Brightsurf Science News & Current Events

November 28, 1997
Researcher Gains 30,000% Saving Using "Bargain Basement" Chemistry To Create Complex Industrially Useful Molecules
Dr Mike Hannon, from the University of Warwick's Department of Chemistry, has devised a method using what could be described as innovative

SFU Researcher Fools Forest Pest Into 'Barking Up The Wrong Tree'
Simon Fraser University researcher Dezene Huber is investigating the secret scent life of two of British Columbia's most destructive forest insect pests.

Cut Pesticide Use In Half, Urges SFU Biologist
The use of chemical pesticides in North American can and should be reduced by at least 50 per cent, says Simon Fraser University biologist Mark Winston, author of a new book, Nature Wars: People vs.

10,000-Year-Old Clues Suggest Future Forest Changes
Some idyllic, alpine meadows and giant, red cedars in coastal rain forests may only be fond memories in British Columbia's not-too-distant future.

SFU Business Scholar Wins U.S. Award For Competition Research
The American Society for Competitiveness (ASC) has presented its prestigious 1997 Award for Advanced Global Competitiveness Research to international business scholar Rosalie Tung of Simon Fraser University.

Jefferson Researcher Finds New Digital X-Ray Technology May Cut Costs And Improve Patient Care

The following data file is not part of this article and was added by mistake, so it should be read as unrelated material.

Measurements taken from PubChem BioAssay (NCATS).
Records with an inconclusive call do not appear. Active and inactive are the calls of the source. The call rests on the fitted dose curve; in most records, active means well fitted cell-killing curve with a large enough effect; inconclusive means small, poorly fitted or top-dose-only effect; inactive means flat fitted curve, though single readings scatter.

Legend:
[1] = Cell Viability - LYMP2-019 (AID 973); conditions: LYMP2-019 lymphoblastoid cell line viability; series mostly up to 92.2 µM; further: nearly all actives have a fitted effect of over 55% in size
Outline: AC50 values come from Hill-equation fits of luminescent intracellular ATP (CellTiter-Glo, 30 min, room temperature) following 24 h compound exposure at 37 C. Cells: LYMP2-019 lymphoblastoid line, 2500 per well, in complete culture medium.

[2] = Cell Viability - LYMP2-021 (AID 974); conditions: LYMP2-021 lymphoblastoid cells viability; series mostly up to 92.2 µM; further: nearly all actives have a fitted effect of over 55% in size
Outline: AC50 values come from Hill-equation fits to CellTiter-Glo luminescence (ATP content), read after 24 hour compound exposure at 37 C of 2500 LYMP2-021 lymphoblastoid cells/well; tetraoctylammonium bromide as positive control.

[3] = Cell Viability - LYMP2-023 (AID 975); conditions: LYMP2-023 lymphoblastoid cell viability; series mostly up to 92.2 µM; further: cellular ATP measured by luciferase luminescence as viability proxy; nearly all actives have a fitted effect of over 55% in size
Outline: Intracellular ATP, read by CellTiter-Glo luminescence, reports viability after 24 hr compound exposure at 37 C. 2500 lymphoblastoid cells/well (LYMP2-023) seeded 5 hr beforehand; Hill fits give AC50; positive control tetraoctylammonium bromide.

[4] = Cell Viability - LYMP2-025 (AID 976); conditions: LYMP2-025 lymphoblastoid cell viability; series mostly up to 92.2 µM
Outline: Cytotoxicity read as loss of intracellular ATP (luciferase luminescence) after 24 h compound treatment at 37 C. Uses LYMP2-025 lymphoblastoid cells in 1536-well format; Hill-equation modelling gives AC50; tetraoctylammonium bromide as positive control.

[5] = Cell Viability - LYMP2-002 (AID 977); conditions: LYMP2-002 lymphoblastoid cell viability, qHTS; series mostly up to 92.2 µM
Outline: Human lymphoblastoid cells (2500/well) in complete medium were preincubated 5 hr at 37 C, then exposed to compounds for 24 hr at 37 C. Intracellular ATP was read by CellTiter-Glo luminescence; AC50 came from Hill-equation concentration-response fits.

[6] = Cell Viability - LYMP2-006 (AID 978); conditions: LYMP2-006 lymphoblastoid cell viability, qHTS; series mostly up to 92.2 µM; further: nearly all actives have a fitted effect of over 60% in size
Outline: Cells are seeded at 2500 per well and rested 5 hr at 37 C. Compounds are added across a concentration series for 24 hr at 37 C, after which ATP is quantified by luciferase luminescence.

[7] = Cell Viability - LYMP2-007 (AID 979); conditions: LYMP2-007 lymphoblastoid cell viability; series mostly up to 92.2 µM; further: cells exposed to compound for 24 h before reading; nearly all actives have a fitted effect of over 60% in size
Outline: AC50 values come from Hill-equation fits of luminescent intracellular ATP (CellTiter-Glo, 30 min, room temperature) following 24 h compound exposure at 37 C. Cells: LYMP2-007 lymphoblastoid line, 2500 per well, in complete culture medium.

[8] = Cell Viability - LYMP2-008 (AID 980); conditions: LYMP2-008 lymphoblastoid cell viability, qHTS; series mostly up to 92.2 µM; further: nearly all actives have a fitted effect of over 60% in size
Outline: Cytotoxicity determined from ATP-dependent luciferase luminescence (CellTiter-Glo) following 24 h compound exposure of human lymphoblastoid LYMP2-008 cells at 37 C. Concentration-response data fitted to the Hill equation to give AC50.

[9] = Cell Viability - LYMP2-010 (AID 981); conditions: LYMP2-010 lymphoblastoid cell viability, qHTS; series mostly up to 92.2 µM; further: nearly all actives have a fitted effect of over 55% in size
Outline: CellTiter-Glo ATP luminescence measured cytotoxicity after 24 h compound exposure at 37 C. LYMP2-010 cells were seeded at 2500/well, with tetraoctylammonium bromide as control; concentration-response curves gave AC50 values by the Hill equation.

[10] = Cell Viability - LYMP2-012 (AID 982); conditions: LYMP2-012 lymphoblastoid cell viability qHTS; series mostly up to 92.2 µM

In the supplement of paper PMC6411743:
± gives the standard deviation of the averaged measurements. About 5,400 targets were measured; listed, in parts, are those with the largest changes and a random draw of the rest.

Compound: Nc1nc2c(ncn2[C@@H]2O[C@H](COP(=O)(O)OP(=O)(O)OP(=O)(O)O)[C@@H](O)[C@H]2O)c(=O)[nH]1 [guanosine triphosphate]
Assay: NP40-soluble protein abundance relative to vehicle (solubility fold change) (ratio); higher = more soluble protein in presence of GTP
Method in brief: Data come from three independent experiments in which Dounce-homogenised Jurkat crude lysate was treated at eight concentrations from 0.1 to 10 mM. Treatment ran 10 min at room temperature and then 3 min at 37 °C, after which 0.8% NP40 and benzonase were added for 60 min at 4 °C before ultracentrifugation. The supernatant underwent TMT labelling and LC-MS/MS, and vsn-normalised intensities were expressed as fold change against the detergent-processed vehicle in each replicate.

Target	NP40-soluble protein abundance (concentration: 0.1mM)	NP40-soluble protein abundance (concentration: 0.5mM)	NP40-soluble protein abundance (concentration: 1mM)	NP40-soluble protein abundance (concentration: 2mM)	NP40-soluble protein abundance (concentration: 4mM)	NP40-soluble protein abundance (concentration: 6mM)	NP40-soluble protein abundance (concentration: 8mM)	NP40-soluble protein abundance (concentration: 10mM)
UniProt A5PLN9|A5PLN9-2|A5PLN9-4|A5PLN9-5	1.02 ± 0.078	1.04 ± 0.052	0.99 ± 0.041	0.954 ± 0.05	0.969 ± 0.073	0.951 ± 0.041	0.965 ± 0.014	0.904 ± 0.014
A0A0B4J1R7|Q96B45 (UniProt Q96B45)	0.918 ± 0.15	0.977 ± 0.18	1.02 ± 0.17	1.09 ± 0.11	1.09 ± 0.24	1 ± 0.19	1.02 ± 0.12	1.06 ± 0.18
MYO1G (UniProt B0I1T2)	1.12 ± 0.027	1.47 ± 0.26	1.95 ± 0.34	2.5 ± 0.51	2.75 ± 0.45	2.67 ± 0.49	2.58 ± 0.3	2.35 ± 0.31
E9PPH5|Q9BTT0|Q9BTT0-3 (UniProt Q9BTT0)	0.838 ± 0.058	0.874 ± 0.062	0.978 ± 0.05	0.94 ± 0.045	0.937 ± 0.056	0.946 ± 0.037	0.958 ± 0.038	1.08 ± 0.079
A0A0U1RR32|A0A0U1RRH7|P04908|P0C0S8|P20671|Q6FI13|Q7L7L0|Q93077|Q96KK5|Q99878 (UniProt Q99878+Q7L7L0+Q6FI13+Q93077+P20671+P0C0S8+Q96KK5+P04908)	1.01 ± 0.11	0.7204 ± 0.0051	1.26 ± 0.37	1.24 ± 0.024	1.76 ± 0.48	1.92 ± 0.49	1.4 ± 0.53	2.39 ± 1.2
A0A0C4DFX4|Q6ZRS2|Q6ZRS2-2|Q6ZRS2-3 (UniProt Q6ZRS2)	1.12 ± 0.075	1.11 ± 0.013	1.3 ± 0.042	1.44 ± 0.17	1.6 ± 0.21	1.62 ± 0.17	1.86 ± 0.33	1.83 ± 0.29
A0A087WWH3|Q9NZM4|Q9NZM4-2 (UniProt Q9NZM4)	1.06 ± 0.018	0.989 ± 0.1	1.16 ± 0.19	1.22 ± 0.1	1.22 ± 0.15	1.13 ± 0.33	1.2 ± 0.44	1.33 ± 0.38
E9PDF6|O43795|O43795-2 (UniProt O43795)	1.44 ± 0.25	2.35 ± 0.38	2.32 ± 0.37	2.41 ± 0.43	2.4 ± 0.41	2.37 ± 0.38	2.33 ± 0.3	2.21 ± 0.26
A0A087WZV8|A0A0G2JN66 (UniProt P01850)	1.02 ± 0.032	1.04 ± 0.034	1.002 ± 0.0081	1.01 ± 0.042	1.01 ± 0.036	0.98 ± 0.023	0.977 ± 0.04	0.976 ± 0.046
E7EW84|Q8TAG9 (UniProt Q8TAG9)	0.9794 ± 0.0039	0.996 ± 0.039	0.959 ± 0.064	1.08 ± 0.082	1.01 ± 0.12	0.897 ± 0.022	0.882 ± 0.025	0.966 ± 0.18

A new digital X-ray technology may replace the current film X-ray technology while reducing health care costs and improving patient care, says Gary S.

SFU Report Sets Out 'Vision' Of Interactive TV
The information highway will soon be coming to your television set, and researchers in SFU's Excite multimedia lab have produced a 273-page report, The Vision of Interactive TV, an in-depth study of consumer preferences and attitudes that will help shape interactive television.

OHSU Scientists Shed Light On The Role Of Leptin In Body Weight Regulation
Scientists at Oregon Health Sciences University have discovered that certain obese mice develop a tolerance for leptin.

Latest Technology Brings Unwanted Chaos To Company Stock Controls And Supply Chains
The latest computerised stock control systems are quite literally causing chaos in company supply chains according to new research just published by Richard Wilding at the Warwick Manufacturing Group at the University of Warwick.

DNA Helps Track Origins Of Growing Blight Problem
Using DNA markers as a tracking mechanism, a Simon Fraser University researcher has discovered that British Columbia's escalating blight problem ‹ unique in Canada because it affects both potatoes and tomatoes ‹ most likely originated with the importation of diseased tomatoes from Mexico. is a participant in the Amazon Services LLC Associates Program, an affiliate advertising program designed to provide a means for sites to earn advertising fees by advertising and linking to